Company, the CIR train, Safety Striping Services, Inc. took care of the striping, Sambrano Traffic Control, Inc. took care of the traffic control and Statewide Safety & Sign provided the signage. “This was a great learning experience and with everyone’s great and appreciated work, we were able to deliver an outstanding product that will hold up for many years. Papich Construction is proud to have worked with Caltrans and all of our sub-contractors and suppliers on this ground-breaking project.” Papich Construction, Inc. is currently focusing on completing their work on Highway 99 and Highway 46 and they recently began 30 miles of paving on Highway 41, from Highway 198 to Kettleman City. They also just recently received their permit to begin manufacturing and selling rock products from their Goshen facility. Jason Papich established Papich Construction as a professional general engineering contractor that specializes in civil construction back in 1997. They provide paving, underground utility construction, concrete work, earthwork, clearing and demolition, as well as providing construction materials. For more information on Papich Construction, please visit www.papichco.com or call (805) 473-3016. CAM

California Asphalt Magazine • 2015 Quality Issue


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Caltrans deploys new Pavement Management System By Hamza Ali Shallwani and Russell W. Snyder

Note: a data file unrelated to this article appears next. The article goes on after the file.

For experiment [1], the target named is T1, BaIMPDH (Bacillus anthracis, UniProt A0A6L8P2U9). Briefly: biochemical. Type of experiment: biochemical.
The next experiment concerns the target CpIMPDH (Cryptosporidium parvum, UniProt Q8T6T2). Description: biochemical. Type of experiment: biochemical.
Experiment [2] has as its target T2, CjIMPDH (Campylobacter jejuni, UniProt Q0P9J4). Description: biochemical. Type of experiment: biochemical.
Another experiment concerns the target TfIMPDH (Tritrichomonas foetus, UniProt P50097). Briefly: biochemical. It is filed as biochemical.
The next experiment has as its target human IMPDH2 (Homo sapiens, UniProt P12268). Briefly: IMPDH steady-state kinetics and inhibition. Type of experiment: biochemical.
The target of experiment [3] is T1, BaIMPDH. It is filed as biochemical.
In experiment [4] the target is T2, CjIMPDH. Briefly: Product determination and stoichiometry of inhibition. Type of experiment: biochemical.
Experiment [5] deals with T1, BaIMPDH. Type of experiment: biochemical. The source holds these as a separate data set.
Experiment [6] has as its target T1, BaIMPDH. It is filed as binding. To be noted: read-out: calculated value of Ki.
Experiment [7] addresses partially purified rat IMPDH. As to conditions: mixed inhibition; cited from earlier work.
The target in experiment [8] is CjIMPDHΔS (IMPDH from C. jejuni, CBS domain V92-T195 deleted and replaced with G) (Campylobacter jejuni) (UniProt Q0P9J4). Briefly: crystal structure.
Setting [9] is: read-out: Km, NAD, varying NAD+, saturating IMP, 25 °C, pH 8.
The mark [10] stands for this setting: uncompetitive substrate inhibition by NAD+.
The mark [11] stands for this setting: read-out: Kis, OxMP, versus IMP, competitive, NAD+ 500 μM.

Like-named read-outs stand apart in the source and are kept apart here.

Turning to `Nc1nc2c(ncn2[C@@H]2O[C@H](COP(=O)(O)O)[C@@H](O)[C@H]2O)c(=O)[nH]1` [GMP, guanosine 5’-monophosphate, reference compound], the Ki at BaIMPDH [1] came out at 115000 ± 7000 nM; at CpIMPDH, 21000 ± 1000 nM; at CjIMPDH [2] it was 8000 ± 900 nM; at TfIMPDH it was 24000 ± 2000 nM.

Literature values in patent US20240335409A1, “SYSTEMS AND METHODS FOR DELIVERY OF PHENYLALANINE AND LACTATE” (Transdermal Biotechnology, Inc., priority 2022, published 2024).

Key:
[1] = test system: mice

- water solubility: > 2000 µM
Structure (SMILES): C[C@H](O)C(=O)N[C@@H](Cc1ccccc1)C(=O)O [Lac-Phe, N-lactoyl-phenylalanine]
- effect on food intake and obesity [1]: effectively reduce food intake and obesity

For the Automated Pavement Condition Surveys all data is collected at highway speeds with van-mounted equipment and geo-referencing systems, based on the Global Positioning System (GPS) satellite-based mapping systems.

S

upporting 35 million vehicles that travel an average of 264 billion miles a year, California is home to one of the most extensive State Highway Systems in the world. Valued at $1.2 trillion, rehabilitating the 50,000 lane-miles of highways with smoother, longerlasting and environmentally friendly paving surfaces proves to be a considerable challenge. In addition to the mileage, the wide-ranging climate from rain forests in the north to vast deserts in the south of California provide an additional challenge to engineers as highways must be able to withstand such varied conditions. Prior to 2007, Caltrans used a pavement management system developed in 1976 for responding to Interstate highway repair needs. At the behest of President Dwight D. Eisenhower, the massive interstate highway system was mapped out in the 1950s and largely built in the 1960s and 1970s. As the system has aged, it has presented a challenge for Caltrans to ensure that pavements are maintained in the most cost-effective manner possible.